Lots to think about.  But that's what we do here at NDN and NPI.  Your thoughts, as always, are welcome. 

TV ads feel different this cycle, and are

Alessandra Stanley has an interesting essay in today’s Times Week in Review section that looks at the humor in many political TV ads this season, suggesting that

 “In a culture where growing numbers of viewers say they get their news from “The Daily Show With Jon Stewart” and “The Colbert Report,” and at a time when anything shocking or amusing on television can be downloaded and e-mailed instantly, candidates are co-opting the YouTube revolution.”

She is on to something here.  Surveying the ads this cycle it is clear that many more of the most memorable ads we’ve seen is a candidate, or other “real” people, speaking directly to camera.  Think of Harold Ford's great ads, or the Tester/Schweitzer ad mentioned in Stanley's piece, the wonderful ads from Women's Voices Women Vote or Michael J Fox. They are attempting to be more real, more intimate, more authentic.  And they connect. I think humor has been used this cycle not as an end in itself, but as a way of connoting that the message is real, and “not political.”

This new attempt to connect to people in more meaningful ways I think has come for two reasons.  First, as she suggests, the broadcast era of political communications is exhausted, and a new rapidly changing digital and personal age is emerging.  This new age is still very nascent, and what we are seeing is the first of a new wave of efforts to connect to an audience that is no longer as open to traditional 30 second spots or broadcast media norms.   These direct to camera ads are in essence an acknowledgement that it is getting much harder “to break through.”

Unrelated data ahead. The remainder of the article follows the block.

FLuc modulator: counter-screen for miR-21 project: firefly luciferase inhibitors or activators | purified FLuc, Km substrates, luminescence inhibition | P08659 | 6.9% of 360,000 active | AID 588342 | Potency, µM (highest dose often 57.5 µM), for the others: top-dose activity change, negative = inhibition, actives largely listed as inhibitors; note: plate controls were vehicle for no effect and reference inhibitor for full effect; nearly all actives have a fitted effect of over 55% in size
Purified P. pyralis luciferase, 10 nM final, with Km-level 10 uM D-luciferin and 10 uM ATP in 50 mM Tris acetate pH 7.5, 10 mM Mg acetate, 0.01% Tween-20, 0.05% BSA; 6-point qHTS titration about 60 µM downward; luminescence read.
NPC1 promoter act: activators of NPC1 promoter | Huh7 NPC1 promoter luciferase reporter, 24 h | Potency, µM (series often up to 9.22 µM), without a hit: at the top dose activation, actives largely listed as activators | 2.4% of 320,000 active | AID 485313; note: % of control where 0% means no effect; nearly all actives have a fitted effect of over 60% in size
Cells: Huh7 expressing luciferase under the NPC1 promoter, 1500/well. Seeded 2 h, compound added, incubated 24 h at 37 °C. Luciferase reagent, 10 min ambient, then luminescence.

Second, people are deeply unhappy with the current direction of the country, are seeking a “new direction,” and want to better understand what is happening to the country they love.  The Bush era, with its failed government, extraordinary spin (lying) and disconnect from what people perceive to be the reality of the day, is leaving people wanting “straight talk,” authenticity, realness, leveling.  They want to better understand what is happening, and are looking for leaders to show them the way – and not manipulate them.